The ferry to Martha’s Vineyard does accommodate automobiles but reservations are required, sometimes several months in advance. So plan well ahead if you choose to bring a vehicle. For the car-less, there are taxis on the island side waiting to transport golfers and clubs to the venue of choice.
Back on the mainland and 30 minutes northeast of Woods Hole is Greater Hyannis, ground zero for the Cape’s full range of resort attractions: gorgeous seaside accommodations (and tacky go-cart emporia), the charming Kennedy compound (and myriad strip malls), some of the best seafood restaurants in New England (and a few of the cheesiest).
Since 1908, Hyannis has been home to one of New England’s most appealing seaside tracks, The Hyannisport Club. This private club does allow some public play from the end of October through April.
As New Englanders understand, golf is played here all winter long. Cape Cod is essentially an enormous sand bar; it snows, but it doesn’t stick around very long. Also, because the Cape juts out into the Atlantic (and the Gulf Stream), mild temperatures aren’t uncommon in the dead of winter.
In fact, November and April are traditionally great months for golf on the Cape for a number of reasons.
It’s perfectly temperate when the rest of the Northeast might be cold and dreary. Most daily-fee and resort courses offer play at discounted rates, and some private clubs open their doors to outside play. Plus it’s much less crowded than the tourist-filled summer months.
The layout here, recently refurbished by architect Ron Forse, is well worth an off-season visit. The 17th is, quite simply, one of the most beautiful par threes in New England, with Nantucket Sound in play on your right and Squaw Island in full view. All the greens at Hyannisport are notoriously quick and the wind alters playing conditions from minute to minute. If it’s blowing out of the north, you’re in for a very challenging day.
Heading northwest out of Hyannis, the intrepid Cape traveler happens upon Olde Barnstable Fairgrounds Golf Course, operated by the town of Marston Mills. Don’t be put off by the “municipal” label at Olde Barnstable or anywhere else on Cape Cod for that matter. Nowhere in the nation can golfers find a better assortment of quality munis.
Olde Barnstable — which hosted both U.S. Amateur and Mid-Amateur qualifiers last year — is loaded with first-rate, diverse golf holes, including the 196-yard 15th with its green set in a sandy waste area, Pine Valley-style.
It’s impossible to play Olde Barnstable without taking away memories of the man-sized 18th, an uphill, 560-yard, double-dogleg par five whose green is carved into a rocky knoll. It takes three solid, strategic shots to get home here; into the wind, it may take four or five.
| Waverly Oaks
(508) 224-6016 May 18-Oct. 8: $85
Captains Golf Course
Cape Cod National
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The Ross-designed Bass River Golf Course in nearby Yarmouth is another muni gem, but no Cape community can boast a better town-owned facility than Captains Golf Course in Brewster. Opened in 1985, Captains fairly well invented the idea of upscale municipal golf.
There are 36 holes here now, all named for local sea “captains” — 18th- and 19th-century men who sailed the seven seas but made charming Brewster their home. Last year, Silva returned to design 18 new holes that are arguably better than the originals.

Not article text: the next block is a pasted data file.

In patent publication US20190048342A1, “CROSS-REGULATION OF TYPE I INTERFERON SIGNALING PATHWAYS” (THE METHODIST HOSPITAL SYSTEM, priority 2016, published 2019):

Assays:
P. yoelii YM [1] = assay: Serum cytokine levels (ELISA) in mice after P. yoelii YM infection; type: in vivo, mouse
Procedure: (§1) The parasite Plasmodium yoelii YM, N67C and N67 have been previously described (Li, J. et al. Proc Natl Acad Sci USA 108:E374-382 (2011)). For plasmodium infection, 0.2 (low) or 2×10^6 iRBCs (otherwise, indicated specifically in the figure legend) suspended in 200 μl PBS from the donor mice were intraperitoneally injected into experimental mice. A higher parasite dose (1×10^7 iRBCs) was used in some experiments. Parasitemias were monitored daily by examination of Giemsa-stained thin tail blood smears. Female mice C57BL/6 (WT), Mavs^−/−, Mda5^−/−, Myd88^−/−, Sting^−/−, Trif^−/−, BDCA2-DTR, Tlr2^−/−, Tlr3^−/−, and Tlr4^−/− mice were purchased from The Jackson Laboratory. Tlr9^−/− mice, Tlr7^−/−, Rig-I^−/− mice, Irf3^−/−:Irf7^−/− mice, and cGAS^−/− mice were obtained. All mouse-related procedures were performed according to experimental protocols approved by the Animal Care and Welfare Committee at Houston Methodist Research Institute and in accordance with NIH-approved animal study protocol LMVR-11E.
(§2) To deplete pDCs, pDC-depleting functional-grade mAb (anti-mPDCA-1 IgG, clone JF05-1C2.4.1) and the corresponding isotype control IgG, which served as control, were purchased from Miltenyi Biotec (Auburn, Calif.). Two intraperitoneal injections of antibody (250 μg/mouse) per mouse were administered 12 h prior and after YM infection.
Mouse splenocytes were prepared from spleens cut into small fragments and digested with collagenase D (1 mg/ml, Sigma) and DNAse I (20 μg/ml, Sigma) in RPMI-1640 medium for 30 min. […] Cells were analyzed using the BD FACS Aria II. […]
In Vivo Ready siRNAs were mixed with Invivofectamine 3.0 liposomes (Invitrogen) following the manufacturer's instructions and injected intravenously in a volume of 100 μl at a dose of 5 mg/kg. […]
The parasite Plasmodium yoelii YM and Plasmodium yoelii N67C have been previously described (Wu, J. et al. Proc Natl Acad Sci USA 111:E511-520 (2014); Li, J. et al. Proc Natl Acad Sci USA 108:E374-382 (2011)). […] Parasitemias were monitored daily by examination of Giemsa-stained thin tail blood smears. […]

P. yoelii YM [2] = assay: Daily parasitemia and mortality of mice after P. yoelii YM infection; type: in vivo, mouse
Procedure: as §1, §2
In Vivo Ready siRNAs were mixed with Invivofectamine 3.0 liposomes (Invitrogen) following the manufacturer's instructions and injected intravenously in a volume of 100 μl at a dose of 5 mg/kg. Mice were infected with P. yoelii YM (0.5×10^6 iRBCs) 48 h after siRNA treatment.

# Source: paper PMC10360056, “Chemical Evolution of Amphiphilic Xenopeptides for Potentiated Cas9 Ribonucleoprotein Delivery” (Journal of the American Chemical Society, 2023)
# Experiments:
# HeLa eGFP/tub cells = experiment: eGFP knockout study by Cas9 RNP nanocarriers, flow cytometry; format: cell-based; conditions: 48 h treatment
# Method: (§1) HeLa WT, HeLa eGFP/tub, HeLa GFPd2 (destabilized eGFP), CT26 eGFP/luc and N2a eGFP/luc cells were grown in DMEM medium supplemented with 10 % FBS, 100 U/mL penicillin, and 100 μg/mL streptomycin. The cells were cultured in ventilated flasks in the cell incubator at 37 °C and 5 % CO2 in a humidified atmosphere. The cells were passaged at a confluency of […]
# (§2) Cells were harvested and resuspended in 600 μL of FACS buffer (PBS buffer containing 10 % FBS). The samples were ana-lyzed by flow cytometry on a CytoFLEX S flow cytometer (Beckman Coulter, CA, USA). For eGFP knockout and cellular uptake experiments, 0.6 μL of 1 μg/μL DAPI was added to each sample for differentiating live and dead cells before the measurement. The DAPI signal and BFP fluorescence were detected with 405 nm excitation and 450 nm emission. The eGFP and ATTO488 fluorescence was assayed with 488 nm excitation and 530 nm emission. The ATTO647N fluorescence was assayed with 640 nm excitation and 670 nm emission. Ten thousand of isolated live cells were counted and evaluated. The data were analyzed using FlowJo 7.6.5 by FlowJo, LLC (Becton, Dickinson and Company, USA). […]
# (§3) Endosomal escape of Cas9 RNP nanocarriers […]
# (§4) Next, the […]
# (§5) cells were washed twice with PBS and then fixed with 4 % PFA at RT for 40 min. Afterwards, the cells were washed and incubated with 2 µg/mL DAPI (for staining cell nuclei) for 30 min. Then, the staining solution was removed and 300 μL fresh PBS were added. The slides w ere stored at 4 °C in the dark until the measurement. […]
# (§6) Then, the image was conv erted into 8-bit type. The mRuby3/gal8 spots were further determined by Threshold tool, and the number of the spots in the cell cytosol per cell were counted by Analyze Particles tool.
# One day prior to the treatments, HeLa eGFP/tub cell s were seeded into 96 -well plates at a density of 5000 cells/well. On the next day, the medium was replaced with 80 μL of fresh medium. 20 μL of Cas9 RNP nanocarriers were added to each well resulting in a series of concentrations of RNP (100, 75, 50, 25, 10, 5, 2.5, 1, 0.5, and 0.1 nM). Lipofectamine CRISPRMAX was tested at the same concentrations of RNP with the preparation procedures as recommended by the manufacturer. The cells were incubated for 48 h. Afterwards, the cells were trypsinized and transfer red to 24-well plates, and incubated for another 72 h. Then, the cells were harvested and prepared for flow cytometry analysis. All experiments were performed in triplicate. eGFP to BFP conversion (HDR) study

The land Silva inherited for Son of Captains helped make the new holes both work individually and mesh with the originals. The par-four 16th on the Port Course, for example, is a dogleg right measuring 371 yards. The green’s entire right side is shaped by a dramatic “kettle” hole (a steep-sided, bowl-shaped depression formed when blocks of ice were left behind by the glaciers); if the pin is back right, bold players must play over a corner of the kettle itself.
The demanding par three fifth on the Starboard Course stretches 213 yards; a kettle on the left gives the putting surface a right-to-left tilt, allowing long-iron shots to bounce their way on.
Before Captains debuted, Cranberry Valley in nearby Harwich was the Cape’s daily-fee standard-bearer; indeed, for years it was listed among the nation’s top public courses.
Designed by Cornish and opened in 1974, Cranberry Valley is still an extremely enjoyable venue, with its cute doglegs and heroic par threes, all them flanked by ubiquitous bogs.
Cape Cod is also home to several private courses whose fairways are accessible to guests of certain, upscale hostelries. It’s wise to ask innkeepers if their establishments enjoy this sort of association. One such arrangement exists between the tony Wequassett Inn in Chatham and Cape Cod National Golf Club in Brewster.
Although it opened just three years ago, the course (another Silva product) is decidedly old school. Vintage touches abound here. The par three sixth is a Redan that would make Raynor proud, while the seventh — a short, uphill parfour of only 290 yards — plays blindly to a punchbowl green. The 17th, on the other hand, is a 460-yard par four whose fairway and putting surface are both guarded by the same enormous kettle hole; it plays more like a par five.
Cape Cod National isn’t exactly cheap (neither is the Wequassett) but this is one of New England’s premier tracks, public or private.
It’s fitting that this Cape expedition ends where it all began, at Highland Links, which is operated by the tiny town of Truro, just a few miles south of Provincetown. Opened in 1892, this eccentric nine-holer is the oldest surviving layout on Cape Cod and it remains one of the most exhilarating despite time and the elements take a considerable toll. here at land’s end. Two years ago, the working lighthouse beside the seventh hole was picked up and moved inland (closer to the seventh tee) because its structural integrity had been threatened by beach erosion. Indeed, the nine holes at Highland Links have been rerouted and tinkered with many times. But the terrain here is so perfect for golf, it’s virtually impossible to screw it up.
The short ninth — a wind-ravaged pitch played across a tiny fjord to a minuscule green — has been recognized as one of the great par-threes on earth.
The playing conditions have always been spotty at Highland, and don’t hold your breath waiting in the parking lot for some young chap to fetch the clubs from your trunk.
Long ago (even before Mr. Gosnold made the scene) the Scots recognized that golf is best played where land meets sea, in weather conditions which only the meeting of land and sea can provide.
On Cape Cod, one is never very far from the Atlantic, which explains why, for so long, so many golfers have been drawn here. The courses themselves, some old and some new, are what keep them coming back.